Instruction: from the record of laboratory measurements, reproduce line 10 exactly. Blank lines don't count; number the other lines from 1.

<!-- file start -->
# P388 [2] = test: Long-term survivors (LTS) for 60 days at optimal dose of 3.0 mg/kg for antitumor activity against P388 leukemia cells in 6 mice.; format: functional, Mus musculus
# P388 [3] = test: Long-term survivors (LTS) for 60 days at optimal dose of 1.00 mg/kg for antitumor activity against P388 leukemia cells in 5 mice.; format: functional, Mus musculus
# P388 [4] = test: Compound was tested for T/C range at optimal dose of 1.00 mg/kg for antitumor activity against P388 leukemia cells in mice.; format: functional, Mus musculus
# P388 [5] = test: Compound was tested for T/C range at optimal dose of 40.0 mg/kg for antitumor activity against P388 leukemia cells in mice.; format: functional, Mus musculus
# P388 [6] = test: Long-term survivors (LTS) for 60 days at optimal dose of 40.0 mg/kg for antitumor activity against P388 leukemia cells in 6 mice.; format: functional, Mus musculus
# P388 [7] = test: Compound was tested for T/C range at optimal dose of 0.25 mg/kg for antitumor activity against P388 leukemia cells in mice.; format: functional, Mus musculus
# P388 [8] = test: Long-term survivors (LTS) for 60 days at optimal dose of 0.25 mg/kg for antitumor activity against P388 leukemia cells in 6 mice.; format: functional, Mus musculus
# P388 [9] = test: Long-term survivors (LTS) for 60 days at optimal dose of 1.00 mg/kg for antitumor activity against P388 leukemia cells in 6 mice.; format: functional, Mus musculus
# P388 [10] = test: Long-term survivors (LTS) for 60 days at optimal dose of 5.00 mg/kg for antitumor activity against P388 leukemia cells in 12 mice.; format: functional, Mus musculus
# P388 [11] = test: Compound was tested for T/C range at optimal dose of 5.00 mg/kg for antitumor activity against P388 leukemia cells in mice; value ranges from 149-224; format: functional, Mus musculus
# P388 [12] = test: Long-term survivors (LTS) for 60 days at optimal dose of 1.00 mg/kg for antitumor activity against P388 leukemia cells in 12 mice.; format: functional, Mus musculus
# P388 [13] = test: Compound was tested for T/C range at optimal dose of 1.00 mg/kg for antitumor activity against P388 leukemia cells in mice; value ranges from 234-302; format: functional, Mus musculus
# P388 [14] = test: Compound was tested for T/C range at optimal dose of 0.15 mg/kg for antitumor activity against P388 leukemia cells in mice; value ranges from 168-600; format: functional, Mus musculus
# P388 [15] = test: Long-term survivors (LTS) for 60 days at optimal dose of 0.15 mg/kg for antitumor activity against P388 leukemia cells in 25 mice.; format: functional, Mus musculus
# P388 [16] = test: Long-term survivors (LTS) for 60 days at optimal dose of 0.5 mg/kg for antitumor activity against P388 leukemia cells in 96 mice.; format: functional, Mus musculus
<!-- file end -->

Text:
# P388 [11] = test: Compound was tested for T/C range at optimal dose of 5.00 mg/kg for antitumor activity against P388 leukemia cells in mice; value ranges from 149-224; format: functional, Mus musculus